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TikTok, National Parks & The Rise Of Good News

Turner Travel News

A curated collection of can’t-miss news from this week, including digital trends and travel news. Sign up to get the TURNER Weekly Download in your inbox every Friday.

TikTok + DMOs

TikTok is the world’s fastest growing social media platform – and the coronavirus crisis has only seen it grow even faster. In March, there was an explosion in its user base, with downloads since then surging past 2 billion. Should destination marketing organizations start caring about TikTok? And more importantly, should they be spending their marketing dollars on the platform? The short answer is yes. The long answer is a little more complicated. But TURNER digital strategist Connor Howlett has broken it down for you.

Positive Vibrations

According to Google Trends, searches for “good news” reached an all-time high in April 2020. It’s not hard to understand why. In the midst of a devastating pandemic, people have a hunger for news that inspires and uplifts. Fortunately, the media, influencers and brands have responded to this desire for positivity in a big way. But there’s more to it than just sharing the latest feel-good viral video. TURNER’s Deborah Park shares a few do and don’ts when it comes to keeping the good vibes flowing.

Travel News Now

After close to two months of quarantine, Americans are itching to travel again, according to a recent study. This is especially good travel news for the hotel industry. “Travelers hitting the road again will need a place to stay, and the hotel industry is looking forward to a significant post-coronavirus rebound,” writes Donald Wood in Travel Pulse. “The survey revealed that 41 percent of respondents would book a hotel within three months, while 62 percent would wait up to six months and 21 percent would wait a whole year.”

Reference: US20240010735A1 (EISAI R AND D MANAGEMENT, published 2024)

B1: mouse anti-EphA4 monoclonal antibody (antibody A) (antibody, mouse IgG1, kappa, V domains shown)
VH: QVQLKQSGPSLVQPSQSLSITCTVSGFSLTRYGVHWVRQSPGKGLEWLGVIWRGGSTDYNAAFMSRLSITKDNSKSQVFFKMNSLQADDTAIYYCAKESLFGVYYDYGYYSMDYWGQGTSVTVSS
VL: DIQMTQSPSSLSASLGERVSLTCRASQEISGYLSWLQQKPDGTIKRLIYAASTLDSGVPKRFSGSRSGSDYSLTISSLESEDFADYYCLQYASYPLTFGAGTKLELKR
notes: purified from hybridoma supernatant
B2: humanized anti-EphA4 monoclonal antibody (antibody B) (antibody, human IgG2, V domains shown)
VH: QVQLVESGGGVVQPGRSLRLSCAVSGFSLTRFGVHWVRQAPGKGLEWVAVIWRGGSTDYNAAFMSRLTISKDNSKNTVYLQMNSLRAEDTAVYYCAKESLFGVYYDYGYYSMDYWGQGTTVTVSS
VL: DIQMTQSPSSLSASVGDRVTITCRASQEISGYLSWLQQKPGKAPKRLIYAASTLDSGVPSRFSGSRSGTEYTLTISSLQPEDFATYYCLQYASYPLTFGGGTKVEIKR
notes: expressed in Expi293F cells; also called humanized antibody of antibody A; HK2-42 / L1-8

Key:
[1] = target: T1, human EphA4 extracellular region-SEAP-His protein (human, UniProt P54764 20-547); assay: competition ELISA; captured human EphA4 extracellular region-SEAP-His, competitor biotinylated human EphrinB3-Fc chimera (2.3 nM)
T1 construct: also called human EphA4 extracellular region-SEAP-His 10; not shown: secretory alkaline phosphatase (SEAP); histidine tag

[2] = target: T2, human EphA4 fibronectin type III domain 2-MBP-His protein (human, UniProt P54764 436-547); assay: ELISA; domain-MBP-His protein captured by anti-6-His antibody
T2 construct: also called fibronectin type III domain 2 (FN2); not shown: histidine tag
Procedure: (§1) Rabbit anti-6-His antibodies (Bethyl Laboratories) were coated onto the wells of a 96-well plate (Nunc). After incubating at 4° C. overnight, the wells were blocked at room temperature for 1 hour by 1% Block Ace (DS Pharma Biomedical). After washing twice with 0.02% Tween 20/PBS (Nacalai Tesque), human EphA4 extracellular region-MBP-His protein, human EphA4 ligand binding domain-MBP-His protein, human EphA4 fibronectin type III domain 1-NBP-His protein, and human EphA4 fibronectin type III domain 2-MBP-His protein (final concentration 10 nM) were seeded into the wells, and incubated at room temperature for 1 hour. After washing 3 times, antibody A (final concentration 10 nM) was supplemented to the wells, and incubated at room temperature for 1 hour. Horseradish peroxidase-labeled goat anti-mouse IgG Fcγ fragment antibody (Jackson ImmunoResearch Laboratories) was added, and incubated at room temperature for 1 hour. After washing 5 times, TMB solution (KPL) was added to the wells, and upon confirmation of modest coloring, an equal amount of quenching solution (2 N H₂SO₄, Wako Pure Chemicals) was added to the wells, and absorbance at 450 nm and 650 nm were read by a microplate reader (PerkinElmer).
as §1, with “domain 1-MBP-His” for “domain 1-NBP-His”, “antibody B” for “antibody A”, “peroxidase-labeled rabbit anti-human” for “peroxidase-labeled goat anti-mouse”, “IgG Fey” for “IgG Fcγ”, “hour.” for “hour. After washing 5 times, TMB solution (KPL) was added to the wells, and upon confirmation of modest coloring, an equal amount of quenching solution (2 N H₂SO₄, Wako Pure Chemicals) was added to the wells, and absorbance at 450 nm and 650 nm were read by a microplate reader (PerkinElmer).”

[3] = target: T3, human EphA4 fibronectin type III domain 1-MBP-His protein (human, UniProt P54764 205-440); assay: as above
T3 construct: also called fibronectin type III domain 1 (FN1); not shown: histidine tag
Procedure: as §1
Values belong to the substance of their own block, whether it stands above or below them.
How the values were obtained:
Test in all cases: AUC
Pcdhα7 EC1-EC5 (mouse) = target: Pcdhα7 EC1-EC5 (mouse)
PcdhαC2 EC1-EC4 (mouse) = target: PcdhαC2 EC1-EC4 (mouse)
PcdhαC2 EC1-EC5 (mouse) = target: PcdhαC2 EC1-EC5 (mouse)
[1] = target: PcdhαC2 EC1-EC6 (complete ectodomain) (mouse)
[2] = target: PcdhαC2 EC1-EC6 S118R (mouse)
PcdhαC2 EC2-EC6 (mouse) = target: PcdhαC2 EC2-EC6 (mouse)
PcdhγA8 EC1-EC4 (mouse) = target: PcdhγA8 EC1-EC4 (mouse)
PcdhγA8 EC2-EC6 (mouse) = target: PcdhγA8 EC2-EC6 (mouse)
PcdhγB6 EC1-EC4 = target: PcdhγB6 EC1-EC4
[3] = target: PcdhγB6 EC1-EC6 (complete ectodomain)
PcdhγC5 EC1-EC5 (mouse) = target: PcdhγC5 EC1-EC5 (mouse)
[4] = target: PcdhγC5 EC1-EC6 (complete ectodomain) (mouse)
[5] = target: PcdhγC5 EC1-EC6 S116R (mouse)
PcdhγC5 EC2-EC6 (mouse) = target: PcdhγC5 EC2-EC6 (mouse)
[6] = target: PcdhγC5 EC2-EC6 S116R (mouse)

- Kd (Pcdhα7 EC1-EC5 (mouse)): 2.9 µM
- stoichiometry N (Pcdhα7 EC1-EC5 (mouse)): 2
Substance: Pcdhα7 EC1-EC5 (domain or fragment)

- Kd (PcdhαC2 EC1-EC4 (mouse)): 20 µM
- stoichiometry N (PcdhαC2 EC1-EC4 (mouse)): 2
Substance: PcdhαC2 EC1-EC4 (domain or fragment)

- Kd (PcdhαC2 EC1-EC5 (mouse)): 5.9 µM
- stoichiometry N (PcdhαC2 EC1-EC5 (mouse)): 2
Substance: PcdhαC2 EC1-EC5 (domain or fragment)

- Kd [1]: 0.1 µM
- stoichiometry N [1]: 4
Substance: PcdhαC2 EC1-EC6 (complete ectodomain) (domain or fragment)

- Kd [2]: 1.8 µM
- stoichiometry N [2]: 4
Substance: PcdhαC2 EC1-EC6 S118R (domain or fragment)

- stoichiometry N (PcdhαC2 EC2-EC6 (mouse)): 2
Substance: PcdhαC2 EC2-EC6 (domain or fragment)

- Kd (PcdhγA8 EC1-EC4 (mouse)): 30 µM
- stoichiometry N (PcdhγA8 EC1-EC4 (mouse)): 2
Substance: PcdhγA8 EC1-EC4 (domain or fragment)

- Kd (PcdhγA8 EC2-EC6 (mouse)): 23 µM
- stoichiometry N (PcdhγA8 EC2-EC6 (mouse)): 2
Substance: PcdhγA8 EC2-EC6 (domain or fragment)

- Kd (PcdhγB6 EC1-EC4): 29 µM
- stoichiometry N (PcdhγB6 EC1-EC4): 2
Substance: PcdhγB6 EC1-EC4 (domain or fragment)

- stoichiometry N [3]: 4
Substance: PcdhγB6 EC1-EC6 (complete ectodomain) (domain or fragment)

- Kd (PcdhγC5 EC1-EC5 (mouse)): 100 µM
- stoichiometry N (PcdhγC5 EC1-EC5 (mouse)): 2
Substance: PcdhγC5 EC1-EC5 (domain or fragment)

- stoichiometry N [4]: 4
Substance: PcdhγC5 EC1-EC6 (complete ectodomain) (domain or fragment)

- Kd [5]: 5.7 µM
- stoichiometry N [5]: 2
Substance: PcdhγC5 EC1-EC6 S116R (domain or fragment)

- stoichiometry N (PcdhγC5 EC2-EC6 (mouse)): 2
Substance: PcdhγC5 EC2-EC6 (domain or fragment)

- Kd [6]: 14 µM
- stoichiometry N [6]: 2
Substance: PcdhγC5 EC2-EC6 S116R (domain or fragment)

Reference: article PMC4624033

The New National Park Normal

As summer approaches, travelers have started to wonder about those popular natural attractions: national parks. This week, the National Park Service began testing public access at several parks, with limited services and offerings. “[I]t will be a different visitor experience, and it will be a different normal that we’re going to need to own and, frankly, mitigate,” acting park service Director David Vela said. “This gets to the value and importance of making sure that visitors know what to expect when they get to the park, making sure that visitors go to the park’s website [and] social media … as to what is accessible, how to plan your trip, and, most importantly, what are the expectations when you get there. It’s going to be a new dynamic.” Stay tuned for more summer travel news.

Weekly Moment of Zen

Instead of canceling, this couple had a socially distant drive-in wedding.

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